CK: Jones himself was a notable college football star; he speaks with authority when he describes the highs and lows of life between the goal posts. I agree that it’s a surprisingly vital take—more than other Bricks I’ve seen, he suggests the character’s brokenness and dissatisfaction with the direction of his life, an ability to recognize what’s going wrong but not to change it. He and Torn also generate an appropriate sense of tension in their long scene together—perhaps fueled, if Stanley’s biography is to be believed, by personal animosity. Whatever the source, it’s thrilling to watch a Big Daddy and Brick who are actually drawn to and repelled by each other.
DF: Torn to me should be nearly ideal—including that there’s often a streak of genuine rage and meanness underneath the surface, which can benefit Big Daddy. But as I find often with him, the performance is inconsistent, veering wildly from moments of absolute commitment, to something resembling clownish self-parody. I think of Torn as a walking demonstration of great talent unfettered by self-discipline.
CK: For an actor as ebullient as Torn, I found him most affecting in his quietest moments—I was particularly struck when, at his most unguarded, Big Daddy confesses that the drive to amass wealth is a shallow means of keeping death at bay. There is also something poignant in Torn’s youthful appearance: Although the play takes place on the eve of Big Daddy’s sixty-fifth birthday, Torn here is only fifty-three, and his person is trim. The character’s certain demise reads differently when he’s presented as still believably vital.
DF: Agreed—and also, the fact that Torn is still quite handsome underscores the striking backstory of the plantation’s original owners—two gay men who were clearly attracted to the then-young Harvey Pollitt. As I said earlier, happily that point is not softened here, as it is so often.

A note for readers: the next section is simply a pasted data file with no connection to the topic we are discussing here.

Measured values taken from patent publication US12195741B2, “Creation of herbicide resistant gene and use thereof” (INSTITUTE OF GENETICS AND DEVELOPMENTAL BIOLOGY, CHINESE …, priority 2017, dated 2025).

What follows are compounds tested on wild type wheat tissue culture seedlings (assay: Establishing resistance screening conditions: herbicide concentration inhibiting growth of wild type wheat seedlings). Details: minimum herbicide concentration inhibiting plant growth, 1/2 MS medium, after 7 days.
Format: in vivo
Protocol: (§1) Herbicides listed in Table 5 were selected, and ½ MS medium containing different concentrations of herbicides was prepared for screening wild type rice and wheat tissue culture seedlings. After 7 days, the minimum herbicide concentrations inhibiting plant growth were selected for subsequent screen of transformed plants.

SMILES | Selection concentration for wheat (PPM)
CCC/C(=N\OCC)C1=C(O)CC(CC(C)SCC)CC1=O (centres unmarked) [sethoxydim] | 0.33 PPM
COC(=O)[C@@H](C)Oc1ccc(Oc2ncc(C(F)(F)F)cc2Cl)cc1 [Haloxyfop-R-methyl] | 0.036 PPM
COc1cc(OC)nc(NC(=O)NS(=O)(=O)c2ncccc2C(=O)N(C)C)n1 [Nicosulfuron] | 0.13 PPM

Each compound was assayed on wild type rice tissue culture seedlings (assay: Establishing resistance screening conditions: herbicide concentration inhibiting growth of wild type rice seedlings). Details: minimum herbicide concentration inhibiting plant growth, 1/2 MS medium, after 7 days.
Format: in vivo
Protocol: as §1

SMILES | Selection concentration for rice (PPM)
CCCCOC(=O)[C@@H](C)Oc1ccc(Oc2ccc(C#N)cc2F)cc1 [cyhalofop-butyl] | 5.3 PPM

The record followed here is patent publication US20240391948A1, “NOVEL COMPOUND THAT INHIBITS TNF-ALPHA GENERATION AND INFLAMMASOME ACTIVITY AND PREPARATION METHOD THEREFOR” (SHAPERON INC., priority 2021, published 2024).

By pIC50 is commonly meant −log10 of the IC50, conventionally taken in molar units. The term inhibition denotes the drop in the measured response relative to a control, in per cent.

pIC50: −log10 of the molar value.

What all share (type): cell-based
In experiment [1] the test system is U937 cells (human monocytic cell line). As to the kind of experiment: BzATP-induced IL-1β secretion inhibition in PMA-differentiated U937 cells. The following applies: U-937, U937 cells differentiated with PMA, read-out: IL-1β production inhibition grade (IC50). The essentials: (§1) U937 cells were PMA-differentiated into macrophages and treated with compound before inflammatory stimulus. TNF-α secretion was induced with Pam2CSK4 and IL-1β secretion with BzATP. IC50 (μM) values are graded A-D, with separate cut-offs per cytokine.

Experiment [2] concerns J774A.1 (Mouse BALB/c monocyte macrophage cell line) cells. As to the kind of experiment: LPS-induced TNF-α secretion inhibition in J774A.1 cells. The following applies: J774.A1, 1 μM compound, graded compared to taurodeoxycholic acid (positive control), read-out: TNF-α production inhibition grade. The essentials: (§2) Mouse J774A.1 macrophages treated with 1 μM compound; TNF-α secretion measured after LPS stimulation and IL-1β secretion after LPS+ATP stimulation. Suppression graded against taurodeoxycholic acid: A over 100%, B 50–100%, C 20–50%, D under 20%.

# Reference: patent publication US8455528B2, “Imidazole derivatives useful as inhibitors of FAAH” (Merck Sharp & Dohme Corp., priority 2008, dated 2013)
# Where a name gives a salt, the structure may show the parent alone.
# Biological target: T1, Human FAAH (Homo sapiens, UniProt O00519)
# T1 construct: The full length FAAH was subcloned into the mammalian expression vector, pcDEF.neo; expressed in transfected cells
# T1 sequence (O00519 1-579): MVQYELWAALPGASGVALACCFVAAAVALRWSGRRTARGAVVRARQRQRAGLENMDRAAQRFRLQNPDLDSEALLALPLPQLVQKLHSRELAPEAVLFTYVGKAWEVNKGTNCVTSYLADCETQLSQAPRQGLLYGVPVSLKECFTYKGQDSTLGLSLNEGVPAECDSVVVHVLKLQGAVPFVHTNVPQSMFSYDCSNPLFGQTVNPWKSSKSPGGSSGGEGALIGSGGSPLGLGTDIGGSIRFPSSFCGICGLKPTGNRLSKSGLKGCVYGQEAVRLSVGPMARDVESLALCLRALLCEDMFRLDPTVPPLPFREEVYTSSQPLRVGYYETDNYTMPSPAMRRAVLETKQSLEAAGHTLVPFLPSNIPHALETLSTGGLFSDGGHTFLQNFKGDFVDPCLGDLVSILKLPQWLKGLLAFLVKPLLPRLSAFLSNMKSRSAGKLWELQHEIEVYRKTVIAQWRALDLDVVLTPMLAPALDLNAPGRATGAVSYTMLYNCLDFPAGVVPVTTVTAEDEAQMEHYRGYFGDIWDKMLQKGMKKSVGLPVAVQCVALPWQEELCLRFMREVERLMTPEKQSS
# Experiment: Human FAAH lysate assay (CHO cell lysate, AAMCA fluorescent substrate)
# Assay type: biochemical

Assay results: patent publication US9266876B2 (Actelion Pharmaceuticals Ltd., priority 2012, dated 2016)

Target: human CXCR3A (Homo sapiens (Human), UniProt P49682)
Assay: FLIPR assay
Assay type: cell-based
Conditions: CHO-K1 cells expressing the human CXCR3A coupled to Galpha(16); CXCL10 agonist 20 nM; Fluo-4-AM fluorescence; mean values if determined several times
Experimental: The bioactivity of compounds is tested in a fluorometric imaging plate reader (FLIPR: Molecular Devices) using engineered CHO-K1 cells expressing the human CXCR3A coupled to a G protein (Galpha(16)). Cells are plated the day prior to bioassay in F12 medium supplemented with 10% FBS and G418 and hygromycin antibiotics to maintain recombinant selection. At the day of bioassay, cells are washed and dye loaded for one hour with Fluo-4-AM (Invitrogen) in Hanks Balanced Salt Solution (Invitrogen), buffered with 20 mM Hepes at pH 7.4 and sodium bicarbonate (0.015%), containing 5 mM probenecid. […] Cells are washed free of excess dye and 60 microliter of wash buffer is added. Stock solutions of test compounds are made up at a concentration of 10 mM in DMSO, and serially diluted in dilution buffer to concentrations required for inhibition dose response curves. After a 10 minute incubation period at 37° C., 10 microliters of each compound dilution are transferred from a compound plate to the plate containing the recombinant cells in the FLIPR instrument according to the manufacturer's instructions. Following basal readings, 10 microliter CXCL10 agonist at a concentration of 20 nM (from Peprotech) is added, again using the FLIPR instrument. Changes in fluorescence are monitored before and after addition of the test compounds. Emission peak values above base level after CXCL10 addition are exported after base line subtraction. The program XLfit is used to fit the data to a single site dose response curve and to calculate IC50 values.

CK: Torn does have a tendency to showboat, though, and that’s when the performance approaches parody. If Olivier at his worst was playing Col. Sanders, Torn at his worst is playing Foghorn Leghorn.
DF: Speaking of actors who might be called “unpredictable,” we have Kim Stanley here as Big Mama, which I can imagine involved some risk, given her… well, shall we say, personal unpredictability? But what she delivers is absolutely sensational. She has pretty much everything the role needs—she’s big-hearted, sloppy, embarrassing, vulgar, delightful, and mercilessly, penetratingly insightful. And she’s also funny as hell—I laughed out loud at her telephone conversation with Miss Sally in the Gayoso Hotel, a scene that could serve as a textbook acting lesson.
CK: Stanley’s life and career are mired in tragedy—one of which, I would say, is the relative scarcity of filmed performances she left behind. Among other things, she proves absolutely comfortable and natural on camera, something that’s never guaranteed from stage actors. I don’t think I’ve ever seen as compelling a breakdown as she displays here in Act III, where she loses her composure without sacrificing her dignity. Intelligence, indeed. Stanley won the Emmy for her work here; also nominated in the same category was Penny Fuller, sharp-tongued as “Sister Woman” Mae.
DF: Stanley is so virtuosic here that it was probably inevitable she’d take the prize, but Fuller is really her equal—the rare Mae who finds the waspish humor but also seems like an actual person.
CK: As a pair, Fuller and Dukes are superb too. They really suggest Mae and Gooper’s manipulative nature, with crocodile tears barely concealing their desire to take over those 28,000 acres. Brick and Maggie may have their issues, but it makes sense that Big Daddy would recognize them as his kind of people—they’re many things, but they’re not phony.
DF: In that final scene, the trio of actresses here—Lange, Stanley, and Fuller—really makes us feel the power shifting from the male characters to the female ones; it’s something I think Cat really needs, but rarely achieves. Well Cameron, I’m sure we could both go on… but shall we save some of that for our next Cat reports? I’ll just say in closing that I strongly recommend watching this version as a benchmark for what the play is all about.
CK: Warts and all, this adaptation captures the play as Tennessee Williams intended it. It’s a must for casual admirers and hardcore fans alike.